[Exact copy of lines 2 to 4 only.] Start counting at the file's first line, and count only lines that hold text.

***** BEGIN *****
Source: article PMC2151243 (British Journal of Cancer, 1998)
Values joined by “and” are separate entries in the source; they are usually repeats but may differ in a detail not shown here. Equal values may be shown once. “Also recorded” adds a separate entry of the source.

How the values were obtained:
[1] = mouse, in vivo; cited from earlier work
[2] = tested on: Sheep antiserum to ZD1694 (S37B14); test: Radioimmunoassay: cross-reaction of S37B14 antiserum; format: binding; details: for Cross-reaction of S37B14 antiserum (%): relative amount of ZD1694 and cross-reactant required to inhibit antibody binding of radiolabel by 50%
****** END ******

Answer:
Values joined by “and” are separate entries in the source; they are usually repeats but may differ in a detail not shown here. Equal values may be shown once. “Also recorded” adds a separate entry of the source.

How the values were obtained:
[1] = mouse, in vivo; cited from earlier work